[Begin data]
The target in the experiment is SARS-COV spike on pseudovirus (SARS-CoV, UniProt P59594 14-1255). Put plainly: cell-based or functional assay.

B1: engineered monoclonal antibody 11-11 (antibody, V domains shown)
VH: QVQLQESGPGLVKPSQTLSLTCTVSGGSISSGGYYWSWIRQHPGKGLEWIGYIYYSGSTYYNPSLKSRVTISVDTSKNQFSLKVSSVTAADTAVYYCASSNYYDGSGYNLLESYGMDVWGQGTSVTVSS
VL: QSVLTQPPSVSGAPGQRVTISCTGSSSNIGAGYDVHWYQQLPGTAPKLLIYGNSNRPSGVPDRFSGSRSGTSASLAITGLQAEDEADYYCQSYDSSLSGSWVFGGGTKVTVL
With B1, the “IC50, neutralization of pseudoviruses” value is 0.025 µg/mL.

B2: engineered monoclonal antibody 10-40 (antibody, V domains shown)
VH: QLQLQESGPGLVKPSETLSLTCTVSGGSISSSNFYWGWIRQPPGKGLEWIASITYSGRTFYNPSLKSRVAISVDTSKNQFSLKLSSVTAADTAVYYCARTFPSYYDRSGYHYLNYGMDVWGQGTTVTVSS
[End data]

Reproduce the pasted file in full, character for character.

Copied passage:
The target in the experiment is SARS-COV spike on pseudovirus (SARS-CoV, UniProt P59594 14-1255). Put plainly: cell-based or functional assay.

B1: engineered monoclonal antibody 11-11 (antibody, V domains shown)
VH: QVQLQESGPGLVKPSQTLSLTCTVSGGSISSGGYYWSWIRQHPGKGLEWIGYIYYSGSTYYNPSLKSRVTISVDTSKNQFSLKVSSVTAADTAVYYCASSNYYDGSGYNLLESYGMDVWGQGTSVTVSS
VL: QSVLTQPPSVSGAPGQRVTISCTGSSSNIGAGYDVHWYQQLPGTAPKLLIYGNSNRPSGVPDRFSGSRSGTSASLAITGLQAEDEADYYCQSYDSSLSGSWVFGGGTKVTVL
With B1, the “IC50, neutralization of pseudoviruses” value is 0.025 µg/mL.

B2: engineered monoclonal antibody 10-40 (antibody, V domains shown)
VH: QLQLQESGPGLVKPSETLSLTCTVSGGSISSSNFYWGWIRQPPGKGLEWIASITYSGRTFYNPSLKSRVAISVDTSKNQFSLKLSSVTAADTAVYYCARTFPSYYDRSGYHYLNYGMDVWGQGTTVTVSS